Business activity in the U.S. oil and gas sector slowed down considerably in the fourth quarter of the year as benchmark oil prices plunged by over a quarter, the latest quarterly Dallas Fed Energy Survey revealed.
While the business activity index of the Dallas Fed for the industry remained positive, the authors of the survey noted it nosedived from a reading of 43.3 in the third quarter to just 2.3. Though the decline looks substantial, it merely indicated that there has been hardly any real growth in business activity over the three-month period, after ten quarters of rising activity in a row.
In production, however, things looked up, with it growing for the ninth quarter in a row, the Dallas Fed also said, but growth slowed down with the oil production index declining from 34.8 in the third quarter to 29.1 in the fourth, and the gas production index falling from 35.5 to 24.8 over the three-month period.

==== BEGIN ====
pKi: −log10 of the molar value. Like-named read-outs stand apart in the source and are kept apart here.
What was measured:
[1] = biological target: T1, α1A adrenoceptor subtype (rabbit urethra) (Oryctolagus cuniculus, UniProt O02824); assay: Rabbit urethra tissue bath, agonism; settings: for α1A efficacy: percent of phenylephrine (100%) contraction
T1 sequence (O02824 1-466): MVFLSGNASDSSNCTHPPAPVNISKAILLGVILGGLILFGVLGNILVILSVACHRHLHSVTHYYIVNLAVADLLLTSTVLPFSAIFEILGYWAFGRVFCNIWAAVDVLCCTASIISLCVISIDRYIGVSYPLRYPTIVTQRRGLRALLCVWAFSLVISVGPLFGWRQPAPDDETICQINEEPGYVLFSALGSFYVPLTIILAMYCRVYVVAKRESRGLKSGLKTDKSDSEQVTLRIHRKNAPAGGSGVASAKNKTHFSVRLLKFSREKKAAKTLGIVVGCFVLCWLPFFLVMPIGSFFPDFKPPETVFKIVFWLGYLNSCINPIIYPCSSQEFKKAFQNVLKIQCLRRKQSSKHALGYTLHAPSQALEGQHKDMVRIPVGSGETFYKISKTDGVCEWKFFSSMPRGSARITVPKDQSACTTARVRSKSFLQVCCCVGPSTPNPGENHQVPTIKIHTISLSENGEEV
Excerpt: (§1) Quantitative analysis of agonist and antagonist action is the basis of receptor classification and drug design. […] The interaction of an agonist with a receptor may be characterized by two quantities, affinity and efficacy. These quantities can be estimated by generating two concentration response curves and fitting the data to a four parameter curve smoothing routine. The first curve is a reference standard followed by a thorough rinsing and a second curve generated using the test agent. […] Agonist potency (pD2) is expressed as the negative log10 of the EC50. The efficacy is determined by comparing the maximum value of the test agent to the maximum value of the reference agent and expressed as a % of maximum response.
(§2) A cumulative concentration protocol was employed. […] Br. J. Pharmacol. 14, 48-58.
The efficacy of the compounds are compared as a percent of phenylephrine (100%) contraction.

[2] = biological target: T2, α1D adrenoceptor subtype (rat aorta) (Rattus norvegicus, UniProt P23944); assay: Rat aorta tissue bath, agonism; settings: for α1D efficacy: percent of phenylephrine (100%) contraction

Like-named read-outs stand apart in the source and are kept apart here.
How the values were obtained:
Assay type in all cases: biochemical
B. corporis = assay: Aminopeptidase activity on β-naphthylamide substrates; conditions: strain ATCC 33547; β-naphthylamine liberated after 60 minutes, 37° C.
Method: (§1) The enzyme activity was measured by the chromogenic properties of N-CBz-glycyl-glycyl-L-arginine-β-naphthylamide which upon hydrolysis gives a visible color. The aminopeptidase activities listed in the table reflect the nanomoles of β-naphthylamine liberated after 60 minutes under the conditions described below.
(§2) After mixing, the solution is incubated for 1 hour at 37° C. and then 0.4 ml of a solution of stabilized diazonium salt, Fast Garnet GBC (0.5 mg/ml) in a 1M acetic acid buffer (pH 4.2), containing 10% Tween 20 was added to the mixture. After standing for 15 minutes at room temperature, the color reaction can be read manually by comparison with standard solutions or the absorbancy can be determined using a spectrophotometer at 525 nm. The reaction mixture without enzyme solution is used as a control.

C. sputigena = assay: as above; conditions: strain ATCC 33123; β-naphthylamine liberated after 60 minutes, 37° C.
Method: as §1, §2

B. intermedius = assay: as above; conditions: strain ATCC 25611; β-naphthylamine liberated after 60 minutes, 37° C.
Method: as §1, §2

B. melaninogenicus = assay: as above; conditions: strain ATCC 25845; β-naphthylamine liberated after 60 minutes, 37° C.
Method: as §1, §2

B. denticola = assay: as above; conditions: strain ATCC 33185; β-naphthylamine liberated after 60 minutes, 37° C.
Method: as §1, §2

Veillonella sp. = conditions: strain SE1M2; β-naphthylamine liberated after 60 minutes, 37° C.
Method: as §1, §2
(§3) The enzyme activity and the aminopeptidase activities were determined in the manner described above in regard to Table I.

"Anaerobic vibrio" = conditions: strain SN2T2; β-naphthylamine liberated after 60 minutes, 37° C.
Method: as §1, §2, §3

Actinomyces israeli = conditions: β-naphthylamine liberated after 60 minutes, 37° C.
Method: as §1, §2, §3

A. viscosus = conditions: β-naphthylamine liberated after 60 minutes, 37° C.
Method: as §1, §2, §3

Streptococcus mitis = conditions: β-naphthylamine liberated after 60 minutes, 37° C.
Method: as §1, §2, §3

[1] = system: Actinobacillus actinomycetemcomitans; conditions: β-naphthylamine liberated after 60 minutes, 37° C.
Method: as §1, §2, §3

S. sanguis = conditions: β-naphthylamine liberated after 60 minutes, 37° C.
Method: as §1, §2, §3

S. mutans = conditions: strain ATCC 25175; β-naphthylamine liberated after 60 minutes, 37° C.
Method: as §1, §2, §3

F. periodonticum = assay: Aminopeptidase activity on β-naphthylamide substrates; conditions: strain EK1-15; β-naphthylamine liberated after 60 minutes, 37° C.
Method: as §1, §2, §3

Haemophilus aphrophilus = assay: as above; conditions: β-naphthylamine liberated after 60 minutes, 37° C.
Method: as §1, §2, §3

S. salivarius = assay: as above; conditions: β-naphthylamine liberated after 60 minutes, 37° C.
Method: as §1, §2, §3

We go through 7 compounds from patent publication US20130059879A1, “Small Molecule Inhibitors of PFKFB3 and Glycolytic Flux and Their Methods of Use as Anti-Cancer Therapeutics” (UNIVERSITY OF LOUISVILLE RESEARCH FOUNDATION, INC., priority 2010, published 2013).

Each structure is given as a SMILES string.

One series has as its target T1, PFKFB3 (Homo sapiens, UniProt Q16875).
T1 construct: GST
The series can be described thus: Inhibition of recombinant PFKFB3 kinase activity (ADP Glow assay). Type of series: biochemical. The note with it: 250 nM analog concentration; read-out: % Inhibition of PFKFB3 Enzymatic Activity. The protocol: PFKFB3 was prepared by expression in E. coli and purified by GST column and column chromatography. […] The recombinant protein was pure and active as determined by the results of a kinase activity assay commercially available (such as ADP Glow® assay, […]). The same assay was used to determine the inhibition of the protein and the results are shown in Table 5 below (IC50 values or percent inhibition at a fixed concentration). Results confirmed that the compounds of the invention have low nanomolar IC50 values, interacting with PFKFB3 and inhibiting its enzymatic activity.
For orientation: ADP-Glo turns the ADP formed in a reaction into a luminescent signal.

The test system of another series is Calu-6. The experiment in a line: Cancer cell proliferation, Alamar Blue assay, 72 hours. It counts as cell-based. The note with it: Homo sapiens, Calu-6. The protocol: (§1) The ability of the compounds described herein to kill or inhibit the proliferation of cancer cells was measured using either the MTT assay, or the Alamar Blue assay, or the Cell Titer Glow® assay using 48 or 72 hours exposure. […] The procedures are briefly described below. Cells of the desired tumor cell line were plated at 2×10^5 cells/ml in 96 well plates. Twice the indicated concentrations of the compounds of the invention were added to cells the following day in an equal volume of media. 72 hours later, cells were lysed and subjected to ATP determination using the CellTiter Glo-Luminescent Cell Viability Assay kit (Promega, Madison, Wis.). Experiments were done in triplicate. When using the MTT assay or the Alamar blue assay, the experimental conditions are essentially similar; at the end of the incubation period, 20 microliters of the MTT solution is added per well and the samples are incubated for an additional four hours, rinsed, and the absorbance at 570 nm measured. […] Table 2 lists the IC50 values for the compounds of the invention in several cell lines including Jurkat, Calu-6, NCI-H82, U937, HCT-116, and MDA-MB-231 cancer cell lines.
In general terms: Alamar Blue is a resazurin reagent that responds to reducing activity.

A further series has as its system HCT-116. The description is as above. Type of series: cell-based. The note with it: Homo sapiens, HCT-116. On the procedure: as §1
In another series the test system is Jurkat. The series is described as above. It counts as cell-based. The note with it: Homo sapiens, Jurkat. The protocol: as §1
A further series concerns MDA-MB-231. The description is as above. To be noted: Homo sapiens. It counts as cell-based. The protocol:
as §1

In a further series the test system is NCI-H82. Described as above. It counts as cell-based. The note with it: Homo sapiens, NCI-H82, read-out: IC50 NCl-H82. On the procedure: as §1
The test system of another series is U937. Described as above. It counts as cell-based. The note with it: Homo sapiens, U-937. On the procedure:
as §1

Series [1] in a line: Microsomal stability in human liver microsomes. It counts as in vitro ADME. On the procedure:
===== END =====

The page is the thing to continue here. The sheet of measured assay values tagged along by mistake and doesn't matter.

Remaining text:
The survey that the Dallas Fed conducts on a quarterly basis polls executives from the exploration and production industry who seem to be guardedly optimistic about the future. On average, respondents in the survey expected West Texas Intermediate to sell for US$59.97 a barrel this year, with the range of predictions between US$45 and US$80 a barrel.
In terms of company performance, however, the respondents were not so optimistic overall. The index for that metric, the Dallas Fed said, fell 57 points into negative territory, reading -10.2 as of December 31. The outlook is worst for the oilfield services sector, which is hardly a surprise: the sector has had a more uphill battle than the upstream in shaking off the effects of the 2014 price collapse.
Uncertainty about the future was also on the rise in the fourth quarter of 2018, another expected finding amid the persistent price decline and doubts about the oil demand outlook on global markets.
By Irina Slav for Oilprice.com
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